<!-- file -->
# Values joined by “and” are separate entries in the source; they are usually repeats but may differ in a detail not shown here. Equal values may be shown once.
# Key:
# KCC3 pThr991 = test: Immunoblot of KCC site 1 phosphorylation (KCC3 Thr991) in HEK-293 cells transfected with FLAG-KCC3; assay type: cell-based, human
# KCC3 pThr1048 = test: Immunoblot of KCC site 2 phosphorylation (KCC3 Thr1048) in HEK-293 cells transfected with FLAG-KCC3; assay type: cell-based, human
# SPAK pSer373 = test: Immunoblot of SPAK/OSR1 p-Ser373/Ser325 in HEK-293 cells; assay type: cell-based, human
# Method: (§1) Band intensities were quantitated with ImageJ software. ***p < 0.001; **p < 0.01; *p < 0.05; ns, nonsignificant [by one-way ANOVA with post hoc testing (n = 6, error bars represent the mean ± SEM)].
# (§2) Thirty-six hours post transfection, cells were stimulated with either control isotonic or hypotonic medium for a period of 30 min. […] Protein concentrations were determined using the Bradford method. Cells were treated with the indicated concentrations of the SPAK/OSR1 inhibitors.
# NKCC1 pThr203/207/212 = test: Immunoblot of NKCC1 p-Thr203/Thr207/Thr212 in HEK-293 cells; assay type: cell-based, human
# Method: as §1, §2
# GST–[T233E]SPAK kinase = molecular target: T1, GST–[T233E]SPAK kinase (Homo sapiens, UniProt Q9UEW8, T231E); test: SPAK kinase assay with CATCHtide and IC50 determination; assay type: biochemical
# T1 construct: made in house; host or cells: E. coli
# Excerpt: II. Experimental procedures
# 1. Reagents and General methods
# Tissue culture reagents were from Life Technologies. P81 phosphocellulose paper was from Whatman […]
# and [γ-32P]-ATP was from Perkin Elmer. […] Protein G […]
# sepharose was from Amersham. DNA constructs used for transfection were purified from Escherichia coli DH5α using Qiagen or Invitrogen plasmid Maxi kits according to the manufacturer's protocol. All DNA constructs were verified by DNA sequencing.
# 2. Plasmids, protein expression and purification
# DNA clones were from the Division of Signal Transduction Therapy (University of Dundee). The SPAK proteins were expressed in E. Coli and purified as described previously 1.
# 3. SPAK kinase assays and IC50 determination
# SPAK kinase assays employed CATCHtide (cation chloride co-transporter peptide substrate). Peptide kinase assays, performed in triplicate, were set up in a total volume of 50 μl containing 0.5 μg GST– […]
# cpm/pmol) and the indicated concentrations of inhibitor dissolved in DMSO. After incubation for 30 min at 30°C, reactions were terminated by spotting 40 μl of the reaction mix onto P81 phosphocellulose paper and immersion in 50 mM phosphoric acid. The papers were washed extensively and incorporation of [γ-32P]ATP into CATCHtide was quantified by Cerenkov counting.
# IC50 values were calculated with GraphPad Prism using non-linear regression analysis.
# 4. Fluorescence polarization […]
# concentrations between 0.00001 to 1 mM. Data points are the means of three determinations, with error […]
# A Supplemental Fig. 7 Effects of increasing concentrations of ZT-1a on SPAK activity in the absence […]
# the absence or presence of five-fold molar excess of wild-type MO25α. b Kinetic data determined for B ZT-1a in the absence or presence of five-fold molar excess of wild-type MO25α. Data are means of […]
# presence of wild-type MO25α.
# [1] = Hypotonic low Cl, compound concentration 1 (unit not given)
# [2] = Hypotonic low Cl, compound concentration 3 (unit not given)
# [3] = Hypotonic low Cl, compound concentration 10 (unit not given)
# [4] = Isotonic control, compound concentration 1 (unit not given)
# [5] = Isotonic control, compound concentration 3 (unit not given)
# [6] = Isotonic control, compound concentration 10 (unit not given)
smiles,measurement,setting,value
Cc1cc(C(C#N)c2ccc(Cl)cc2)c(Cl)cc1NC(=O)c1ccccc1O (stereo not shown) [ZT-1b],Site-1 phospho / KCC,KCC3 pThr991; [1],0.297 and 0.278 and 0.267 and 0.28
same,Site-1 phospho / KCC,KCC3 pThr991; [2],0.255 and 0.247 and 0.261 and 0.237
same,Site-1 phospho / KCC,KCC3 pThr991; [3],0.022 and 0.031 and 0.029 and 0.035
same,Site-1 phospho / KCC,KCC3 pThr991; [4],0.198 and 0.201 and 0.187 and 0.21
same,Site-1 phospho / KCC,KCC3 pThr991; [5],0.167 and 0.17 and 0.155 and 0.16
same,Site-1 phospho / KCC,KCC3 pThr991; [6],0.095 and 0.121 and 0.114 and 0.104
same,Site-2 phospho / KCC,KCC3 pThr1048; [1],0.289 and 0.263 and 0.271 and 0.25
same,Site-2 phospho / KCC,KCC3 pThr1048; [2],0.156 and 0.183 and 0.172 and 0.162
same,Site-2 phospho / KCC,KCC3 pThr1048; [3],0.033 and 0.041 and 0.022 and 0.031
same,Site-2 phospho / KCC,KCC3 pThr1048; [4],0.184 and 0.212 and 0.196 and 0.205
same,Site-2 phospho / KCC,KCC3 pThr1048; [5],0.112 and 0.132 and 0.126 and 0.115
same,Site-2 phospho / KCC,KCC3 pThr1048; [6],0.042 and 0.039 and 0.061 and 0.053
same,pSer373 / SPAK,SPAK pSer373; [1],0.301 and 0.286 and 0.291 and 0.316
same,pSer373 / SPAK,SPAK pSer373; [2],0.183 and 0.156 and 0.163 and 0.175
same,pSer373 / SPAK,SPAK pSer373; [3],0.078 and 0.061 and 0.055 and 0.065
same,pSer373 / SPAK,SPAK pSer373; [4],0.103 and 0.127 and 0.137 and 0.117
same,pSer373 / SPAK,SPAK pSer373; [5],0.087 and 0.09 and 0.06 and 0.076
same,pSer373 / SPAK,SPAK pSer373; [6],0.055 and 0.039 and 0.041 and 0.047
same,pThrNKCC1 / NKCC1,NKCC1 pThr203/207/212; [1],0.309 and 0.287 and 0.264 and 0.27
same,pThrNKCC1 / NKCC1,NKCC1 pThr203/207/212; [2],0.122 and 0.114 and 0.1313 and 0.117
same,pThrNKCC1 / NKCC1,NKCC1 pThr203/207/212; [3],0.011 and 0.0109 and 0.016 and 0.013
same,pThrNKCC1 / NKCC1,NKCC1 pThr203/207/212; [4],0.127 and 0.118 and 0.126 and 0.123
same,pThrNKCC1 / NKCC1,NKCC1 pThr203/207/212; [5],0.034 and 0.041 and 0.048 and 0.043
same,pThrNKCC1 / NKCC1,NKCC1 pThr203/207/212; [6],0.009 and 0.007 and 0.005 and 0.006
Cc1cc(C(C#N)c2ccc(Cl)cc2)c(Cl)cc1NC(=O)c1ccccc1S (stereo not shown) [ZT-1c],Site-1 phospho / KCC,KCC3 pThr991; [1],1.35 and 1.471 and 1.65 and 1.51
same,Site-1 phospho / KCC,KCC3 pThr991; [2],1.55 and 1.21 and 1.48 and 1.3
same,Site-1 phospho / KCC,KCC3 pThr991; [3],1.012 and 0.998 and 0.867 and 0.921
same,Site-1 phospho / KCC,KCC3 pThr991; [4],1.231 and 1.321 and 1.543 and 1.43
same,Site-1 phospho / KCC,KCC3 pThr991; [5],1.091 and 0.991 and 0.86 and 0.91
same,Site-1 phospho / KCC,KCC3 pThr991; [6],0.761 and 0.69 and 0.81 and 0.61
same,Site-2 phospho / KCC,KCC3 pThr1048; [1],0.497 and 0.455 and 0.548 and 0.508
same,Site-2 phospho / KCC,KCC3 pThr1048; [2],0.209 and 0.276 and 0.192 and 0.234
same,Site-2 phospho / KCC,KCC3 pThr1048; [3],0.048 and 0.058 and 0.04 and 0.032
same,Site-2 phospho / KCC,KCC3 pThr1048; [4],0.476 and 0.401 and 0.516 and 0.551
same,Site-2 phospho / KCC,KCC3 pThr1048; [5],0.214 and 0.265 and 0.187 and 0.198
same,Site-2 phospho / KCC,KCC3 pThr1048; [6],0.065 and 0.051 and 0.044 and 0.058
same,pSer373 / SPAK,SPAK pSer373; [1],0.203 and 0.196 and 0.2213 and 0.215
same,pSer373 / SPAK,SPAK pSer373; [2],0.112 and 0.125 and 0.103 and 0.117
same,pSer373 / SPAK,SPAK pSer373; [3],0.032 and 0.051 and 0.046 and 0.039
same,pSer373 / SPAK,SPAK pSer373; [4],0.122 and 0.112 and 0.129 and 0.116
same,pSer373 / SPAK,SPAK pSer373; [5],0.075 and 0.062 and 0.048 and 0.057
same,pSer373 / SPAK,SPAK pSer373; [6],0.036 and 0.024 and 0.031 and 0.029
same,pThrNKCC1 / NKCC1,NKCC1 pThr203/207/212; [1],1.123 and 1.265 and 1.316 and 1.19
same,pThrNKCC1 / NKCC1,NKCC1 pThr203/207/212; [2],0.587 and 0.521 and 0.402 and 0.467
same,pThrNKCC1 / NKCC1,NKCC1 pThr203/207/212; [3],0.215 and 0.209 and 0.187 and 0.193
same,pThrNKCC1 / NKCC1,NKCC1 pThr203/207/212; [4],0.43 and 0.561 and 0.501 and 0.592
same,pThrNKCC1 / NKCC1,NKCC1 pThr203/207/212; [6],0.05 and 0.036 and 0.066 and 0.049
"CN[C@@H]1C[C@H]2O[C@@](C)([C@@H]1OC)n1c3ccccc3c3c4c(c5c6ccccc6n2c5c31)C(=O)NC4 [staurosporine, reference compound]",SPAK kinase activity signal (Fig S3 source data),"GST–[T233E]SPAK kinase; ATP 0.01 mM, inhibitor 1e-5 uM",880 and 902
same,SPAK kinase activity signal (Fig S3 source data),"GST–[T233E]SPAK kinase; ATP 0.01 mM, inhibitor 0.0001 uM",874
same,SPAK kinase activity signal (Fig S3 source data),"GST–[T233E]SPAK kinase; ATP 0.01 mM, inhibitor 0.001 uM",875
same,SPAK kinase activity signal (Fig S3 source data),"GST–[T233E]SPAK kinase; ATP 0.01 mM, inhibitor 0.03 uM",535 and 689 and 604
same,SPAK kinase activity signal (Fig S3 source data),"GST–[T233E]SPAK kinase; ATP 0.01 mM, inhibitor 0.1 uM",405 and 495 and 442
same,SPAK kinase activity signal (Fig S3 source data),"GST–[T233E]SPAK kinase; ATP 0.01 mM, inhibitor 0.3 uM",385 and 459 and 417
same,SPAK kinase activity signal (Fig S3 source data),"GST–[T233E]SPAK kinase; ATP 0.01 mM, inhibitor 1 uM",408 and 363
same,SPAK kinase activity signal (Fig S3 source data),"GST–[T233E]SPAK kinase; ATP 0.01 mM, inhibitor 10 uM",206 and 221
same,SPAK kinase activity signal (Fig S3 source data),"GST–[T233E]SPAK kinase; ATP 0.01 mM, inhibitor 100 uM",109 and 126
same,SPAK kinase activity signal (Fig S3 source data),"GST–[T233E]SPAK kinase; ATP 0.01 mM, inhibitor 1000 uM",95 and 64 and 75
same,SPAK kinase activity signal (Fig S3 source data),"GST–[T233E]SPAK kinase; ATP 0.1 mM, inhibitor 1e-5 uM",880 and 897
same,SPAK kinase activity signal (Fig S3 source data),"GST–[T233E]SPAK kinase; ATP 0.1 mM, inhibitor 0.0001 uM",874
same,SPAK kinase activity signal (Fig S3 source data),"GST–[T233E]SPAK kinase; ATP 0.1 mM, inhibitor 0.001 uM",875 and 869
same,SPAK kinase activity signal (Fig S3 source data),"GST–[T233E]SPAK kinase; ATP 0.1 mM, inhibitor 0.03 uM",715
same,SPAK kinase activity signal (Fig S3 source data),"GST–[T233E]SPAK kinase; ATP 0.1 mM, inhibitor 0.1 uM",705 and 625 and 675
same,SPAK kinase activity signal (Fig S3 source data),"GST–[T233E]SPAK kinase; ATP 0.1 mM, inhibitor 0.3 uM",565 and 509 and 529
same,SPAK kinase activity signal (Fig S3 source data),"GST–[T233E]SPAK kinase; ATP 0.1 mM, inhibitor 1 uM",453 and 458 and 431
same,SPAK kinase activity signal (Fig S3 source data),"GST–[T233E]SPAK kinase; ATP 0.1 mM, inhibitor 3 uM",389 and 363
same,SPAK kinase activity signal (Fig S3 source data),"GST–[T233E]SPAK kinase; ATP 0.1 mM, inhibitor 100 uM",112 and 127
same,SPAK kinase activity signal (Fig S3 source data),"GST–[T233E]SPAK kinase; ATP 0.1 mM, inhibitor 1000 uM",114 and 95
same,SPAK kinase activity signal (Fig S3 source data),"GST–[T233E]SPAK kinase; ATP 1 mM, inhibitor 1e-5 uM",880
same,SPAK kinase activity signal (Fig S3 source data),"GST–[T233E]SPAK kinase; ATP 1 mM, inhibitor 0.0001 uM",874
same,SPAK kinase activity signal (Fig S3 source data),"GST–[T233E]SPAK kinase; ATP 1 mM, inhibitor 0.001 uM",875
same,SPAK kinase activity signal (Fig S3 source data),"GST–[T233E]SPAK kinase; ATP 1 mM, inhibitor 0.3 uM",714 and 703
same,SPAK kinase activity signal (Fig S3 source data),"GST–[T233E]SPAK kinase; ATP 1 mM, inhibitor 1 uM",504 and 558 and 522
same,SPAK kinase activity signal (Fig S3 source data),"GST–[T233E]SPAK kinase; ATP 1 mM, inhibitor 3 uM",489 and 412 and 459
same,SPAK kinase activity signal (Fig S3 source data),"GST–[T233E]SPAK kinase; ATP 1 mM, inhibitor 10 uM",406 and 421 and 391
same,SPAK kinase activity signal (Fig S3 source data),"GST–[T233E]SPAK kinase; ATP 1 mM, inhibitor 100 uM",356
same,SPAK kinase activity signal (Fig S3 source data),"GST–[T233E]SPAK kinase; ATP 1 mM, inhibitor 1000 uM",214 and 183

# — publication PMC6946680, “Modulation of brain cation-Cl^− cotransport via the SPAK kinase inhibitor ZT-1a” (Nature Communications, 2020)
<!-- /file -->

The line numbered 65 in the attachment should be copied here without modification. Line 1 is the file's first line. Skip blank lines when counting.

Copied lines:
same,Site-2 phospho / KCC,KCC3 pThr1048; [1],0.497 and 0.455 and 0.548 and 0.508